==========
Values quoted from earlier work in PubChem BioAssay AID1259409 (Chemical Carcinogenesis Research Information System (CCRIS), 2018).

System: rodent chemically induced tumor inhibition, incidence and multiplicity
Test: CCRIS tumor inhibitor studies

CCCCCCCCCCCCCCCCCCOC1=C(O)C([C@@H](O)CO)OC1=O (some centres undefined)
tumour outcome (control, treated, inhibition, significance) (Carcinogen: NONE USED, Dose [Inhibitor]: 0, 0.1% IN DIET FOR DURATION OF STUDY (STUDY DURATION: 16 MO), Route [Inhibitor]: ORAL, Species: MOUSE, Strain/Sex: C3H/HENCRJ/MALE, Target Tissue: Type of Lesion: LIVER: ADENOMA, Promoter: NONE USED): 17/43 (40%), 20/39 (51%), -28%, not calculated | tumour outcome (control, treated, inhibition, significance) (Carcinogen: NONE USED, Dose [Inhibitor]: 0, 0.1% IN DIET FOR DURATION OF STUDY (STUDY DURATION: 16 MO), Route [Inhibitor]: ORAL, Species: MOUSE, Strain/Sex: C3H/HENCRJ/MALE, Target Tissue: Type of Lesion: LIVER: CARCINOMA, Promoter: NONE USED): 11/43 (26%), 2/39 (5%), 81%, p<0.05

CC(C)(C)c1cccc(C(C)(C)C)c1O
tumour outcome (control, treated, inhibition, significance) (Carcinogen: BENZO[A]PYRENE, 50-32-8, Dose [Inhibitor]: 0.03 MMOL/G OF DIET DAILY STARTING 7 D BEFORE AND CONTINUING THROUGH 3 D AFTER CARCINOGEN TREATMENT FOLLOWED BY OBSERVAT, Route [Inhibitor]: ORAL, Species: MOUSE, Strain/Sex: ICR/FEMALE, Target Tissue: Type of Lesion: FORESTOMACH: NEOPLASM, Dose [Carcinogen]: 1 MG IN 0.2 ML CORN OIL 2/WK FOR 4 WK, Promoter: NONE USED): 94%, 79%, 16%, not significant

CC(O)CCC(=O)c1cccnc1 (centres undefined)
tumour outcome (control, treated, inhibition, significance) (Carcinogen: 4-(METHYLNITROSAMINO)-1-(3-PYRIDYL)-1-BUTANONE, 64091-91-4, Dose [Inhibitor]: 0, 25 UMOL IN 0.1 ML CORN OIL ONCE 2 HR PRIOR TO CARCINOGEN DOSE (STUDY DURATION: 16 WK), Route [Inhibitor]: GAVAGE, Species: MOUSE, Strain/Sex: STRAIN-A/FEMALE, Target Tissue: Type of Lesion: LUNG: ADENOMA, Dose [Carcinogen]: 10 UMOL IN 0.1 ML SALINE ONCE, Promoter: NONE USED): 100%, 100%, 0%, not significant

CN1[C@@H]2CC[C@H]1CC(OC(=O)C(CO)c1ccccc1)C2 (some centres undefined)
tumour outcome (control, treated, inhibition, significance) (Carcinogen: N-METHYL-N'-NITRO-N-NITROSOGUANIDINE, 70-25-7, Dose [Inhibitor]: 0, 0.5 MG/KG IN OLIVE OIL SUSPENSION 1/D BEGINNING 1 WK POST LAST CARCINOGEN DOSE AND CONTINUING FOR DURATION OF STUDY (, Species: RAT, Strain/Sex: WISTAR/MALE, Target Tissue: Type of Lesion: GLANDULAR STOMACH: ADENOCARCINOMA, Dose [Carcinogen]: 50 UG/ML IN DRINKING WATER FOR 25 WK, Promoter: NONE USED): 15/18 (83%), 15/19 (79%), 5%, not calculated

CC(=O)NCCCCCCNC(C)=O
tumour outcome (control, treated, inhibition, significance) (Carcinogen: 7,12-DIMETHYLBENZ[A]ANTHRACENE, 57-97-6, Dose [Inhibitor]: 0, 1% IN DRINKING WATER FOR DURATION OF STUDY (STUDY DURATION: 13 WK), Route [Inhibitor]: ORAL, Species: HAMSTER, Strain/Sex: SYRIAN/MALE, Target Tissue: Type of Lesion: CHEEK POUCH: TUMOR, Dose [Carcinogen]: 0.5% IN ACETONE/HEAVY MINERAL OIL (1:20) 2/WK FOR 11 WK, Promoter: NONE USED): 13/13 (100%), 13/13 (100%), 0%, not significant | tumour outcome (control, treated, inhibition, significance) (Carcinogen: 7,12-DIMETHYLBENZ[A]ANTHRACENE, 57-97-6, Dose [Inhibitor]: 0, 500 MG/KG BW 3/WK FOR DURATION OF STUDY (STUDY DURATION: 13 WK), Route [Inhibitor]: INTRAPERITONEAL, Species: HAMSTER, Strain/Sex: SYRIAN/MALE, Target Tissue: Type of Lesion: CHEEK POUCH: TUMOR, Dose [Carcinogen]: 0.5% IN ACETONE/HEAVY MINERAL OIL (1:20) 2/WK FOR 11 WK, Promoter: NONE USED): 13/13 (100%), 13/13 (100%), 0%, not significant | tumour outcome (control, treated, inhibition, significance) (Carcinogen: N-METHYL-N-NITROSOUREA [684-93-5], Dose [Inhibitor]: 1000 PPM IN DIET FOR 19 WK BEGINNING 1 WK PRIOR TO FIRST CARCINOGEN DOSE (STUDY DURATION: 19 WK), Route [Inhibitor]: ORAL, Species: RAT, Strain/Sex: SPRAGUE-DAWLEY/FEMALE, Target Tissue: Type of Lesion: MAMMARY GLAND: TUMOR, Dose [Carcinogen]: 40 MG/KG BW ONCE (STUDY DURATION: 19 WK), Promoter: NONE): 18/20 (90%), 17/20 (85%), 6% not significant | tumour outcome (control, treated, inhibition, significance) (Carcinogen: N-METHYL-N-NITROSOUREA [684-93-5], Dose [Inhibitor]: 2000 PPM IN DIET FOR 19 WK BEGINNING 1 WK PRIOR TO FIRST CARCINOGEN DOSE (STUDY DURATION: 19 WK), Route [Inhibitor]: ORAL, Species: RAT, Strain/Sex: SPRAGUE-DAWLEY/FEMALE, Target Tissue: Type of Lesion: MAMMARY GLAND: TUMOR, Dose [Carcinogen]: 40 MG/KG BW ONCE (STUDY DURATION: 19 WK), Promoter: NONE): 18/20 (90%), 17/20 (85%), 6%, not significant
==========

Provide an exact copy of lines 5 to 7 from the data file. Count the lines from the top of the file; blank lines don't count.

tumour outcome (control, treated, inhibition, significance) (Carcinogen: NONE USED, Dose [Inhibitor]: 0, 0.1% IN DIET FOR DURATION OF STUDY (STUDY DURATION: 16 MO), Route [Inhibitor]: ORAL, Species: MOUSE, Strain/Sex: C3H/HENCRJ/MALE, Target Tissue: Type of Lesion: LIVER: ADENOMA, Promoter: NONE USED): 17/43 (40%), 20/39 (51%), -28%, not calculated | tumour outcome (control, treated, inhibition, significance) (Carcinogen: NONE USED, Dose [Inhibitor]: 0, 0.1% IN DIET FOR DURATION OF STUDY (STUDY DURATION: 16 MO), Route [Inhibitor]: ORAL, Species: MOUSE, Strain/Sex: C3H/HENCRJ/MALE, Target Tissue: Type of Lesion: LIVER: CARCINOMA, Promoter: NONE USED): 11/43 (26%), 2/39 (5%), 81%, p<0.05

CC(C)(C)c1cccc(C(C)(C)C)c1O
tumour outcome (control, treated, inhibition, significance) (Carcinogen: BENZO[A]PYRENE, 50-32-8, Dose [Inhibitor]: 0.03 MMOL/G OF DIET DAILY STARTING 7 D BEFORE AND CONTINUING THROUGH 3 D AFTER CARCINOGEN TREATMENT FOLLOWED BY OBSERVAT, Route [Inhibitor]: ORAL, Species: MOUSE, Strain/Sex: ICR/FEMALE, Target Tissue: Type of Lesion: FORESTOMACH: NEOPLASM, Dose [Carcinogen]: 1 MG IN 0.2 ML CORN OIL 2/WK FOR 4 WK, Promoter: NONE USED): 94%, 79%, 16%, not significant